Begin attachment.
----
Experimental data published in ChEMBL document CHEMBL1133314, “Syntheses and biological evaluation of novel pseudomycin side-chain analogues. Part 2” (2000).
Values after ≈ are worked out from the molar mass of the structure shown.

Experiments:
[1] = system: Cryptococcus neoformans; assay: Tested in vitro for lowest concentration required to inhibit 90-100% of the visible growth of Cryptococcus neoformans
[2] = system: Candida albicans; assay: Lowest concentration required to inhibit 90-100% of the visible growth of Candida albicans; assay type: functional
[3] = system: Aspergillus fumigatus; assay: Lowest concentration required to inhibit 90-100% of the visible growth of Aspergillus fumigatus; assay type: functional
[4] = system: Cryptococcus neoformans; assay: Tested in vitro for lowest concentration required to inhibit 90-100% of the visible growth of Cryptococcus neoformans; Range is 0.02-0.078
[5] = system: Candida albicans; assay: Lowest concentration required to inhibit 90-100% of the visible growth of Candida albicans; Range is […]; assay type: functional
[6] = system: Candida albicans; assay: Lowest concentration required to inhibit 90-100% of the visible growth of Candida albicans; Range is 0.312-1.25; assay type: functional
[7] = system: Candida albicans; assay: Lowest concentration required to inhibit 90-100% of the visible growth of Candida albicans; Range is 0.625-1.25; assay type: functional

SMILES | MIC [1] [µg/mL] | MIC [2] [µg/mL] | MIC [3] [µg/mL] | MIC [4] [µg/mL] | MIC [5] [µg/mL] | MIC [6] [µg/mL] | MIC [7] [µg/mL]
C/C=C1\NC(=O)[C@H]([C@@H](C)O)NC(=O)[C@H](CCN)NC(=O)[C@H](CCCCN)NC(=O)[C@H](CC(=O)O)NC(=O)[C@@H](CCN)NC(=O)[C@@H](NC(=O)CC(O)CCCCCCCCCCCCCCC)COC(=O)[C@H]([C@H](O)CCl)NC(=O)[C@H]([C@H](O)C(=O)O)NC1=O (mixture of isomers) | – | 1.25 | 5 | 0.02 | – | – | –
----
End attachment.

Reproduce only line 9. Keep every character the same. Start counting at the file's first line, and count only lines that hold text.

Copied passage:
[6] = system: Candida albicans; assay: Lowest concentration required to inhibit 90-100% of the visible growth of Candida albicans; Range is 0.312-1.25; assay type: functional